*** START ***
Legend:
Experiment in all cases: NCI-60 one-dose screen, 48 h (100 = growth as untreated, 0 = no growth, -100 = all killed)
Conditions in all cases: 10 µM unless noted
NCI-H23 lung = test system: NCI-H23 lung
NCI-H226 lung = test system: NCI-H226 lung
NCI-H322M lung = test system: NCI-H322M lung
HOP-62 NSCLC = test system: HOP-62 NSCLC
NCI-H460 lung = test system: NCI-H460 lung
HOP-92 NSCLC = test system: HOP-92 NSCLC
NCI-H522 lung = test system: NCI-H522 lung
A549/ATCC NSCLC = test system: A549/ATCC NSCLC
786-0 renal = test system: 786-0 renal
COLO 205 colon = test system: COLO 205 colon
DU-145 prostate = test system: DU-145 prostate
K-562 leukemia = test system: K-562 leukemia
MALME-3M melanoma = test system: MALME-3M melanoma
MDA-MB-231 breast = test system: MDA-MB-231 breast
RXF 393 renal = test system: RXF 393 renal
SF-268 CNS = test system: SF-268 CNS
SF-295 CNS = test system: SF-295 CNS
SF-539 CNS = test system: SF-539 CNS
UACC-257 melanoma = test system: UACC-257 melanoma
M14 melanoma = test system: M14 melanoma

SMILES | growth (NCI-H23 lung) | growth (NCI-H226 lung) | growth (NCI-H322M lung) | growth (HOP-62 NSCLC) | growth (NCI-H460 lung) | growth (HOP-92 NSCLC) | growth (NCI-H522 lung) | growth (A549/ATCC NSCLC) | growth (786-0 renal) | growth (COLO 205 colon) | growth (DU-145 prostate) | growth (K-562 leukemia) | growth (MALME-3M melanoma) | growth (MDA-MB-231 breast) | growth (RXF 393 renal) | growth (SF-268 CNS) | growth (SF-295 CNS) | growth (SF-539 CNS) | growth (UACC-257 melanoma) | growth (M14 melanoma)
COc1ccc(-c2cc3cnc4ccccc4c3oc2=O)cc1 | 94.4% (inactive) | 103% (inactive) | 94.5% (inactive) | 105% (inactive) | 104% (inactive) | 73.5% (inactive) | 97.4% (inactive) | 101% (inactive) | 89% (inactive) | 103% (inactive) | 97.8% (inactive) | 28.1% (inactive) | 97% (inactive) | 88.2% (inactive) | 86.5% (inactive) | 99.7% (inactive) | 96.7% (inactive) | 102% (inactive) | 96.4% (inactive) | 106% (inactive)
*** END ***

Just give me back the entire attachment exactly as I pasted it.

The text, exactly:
Legend:
Experiment in all cases: NCI-60 one-dose screen, 48 h (100 = growth as untreated, 0 = no growth, -100 = all killed)
Conditions in all cases: 10 µM unless noted
NCI-H23 lung = test system: NCI-H23 lung
NCI-H226 lung = test system: NCI-H226 lung
NCI-H322M lung = test system: NCI-H322M lung
HOP-62 NSCLC = test system: HOP-62 NSCLC
NCI-H460 lung = test system: NCI-H460 lung
HOP-92 NSCLC = test system: HOP-92 NSCLC
NCI-H522 lung = test system: NCI-H522 lung
A549/ATCC NSCLC = test system: A549/ATCC NSCLC
786-0 renal = test system: 786-0 renal
COLO 205 colon = test system: COLO 205 colon
DU-145 prostate = test system: DU-145 prostate
K-562 leukemia = test system: K-562 leukemia
MALME-3M melanoma = test system: MALME-3M melanoma
MDA-MB-231 breast = test system: MDA-MB-231 breast
RXF 393 renal = test system: RXF 393 renal
SF-268 CNS = test system: SF-268 CNS
SF-295 CNS = test system: SF-295 CNS
SF-539 CNS = test system: SF-539 CNS
UACC-257 melanoma = test system: UACC-257 melanoma
M14 melanoma = test system: M14 melanoma

SMILES | growth (NCI-H23 lung) | growth (NCI-H226 lung) | growth (NCI-H322M lung) | growth (HOP-62 NSCLC) | growth (NCI-H460 lung) | growth (HOP-92 NSCLC) | growth (NCI-H522 lung) | growth (A549/ATCC NSCLC) | growth (786-0 renal) | growth (COLO 205 colon) | growth (DU-145 prostate) | growth (K-562 leukemia) | growth (MALME-3M melanoma) | growth (MDA-MB-231 breast) | growth (RXF 393 renal) | growth (SF-268 CNS) | growth (SF-295 CNS) | growth (SF-539 CNS) | growth (UACC-257 melanoma) | growth (M14 melanoma)
COc1ccc(-c2cc3cnc4ccccc4c3oc2=O)cc1 | 94.4% (inactive) | 103% (inactive) | 94.5% (inactive) | 105% (inactive) | 104% (inactive) | 73.5% (inactive) | 97.4% (inactive) | 101% (inactive) | 89% (inactive) | 103% (inactive) | 97.8% (inactive) | 28.1% (inactive) | 97% (inactive) | 88.2% (inactive) | 86.5% (inactive) | 99.7% (inactive) | 96.7% (inactive) | 102% (inactive) | 96.4% (inactive) | 106% (inactive)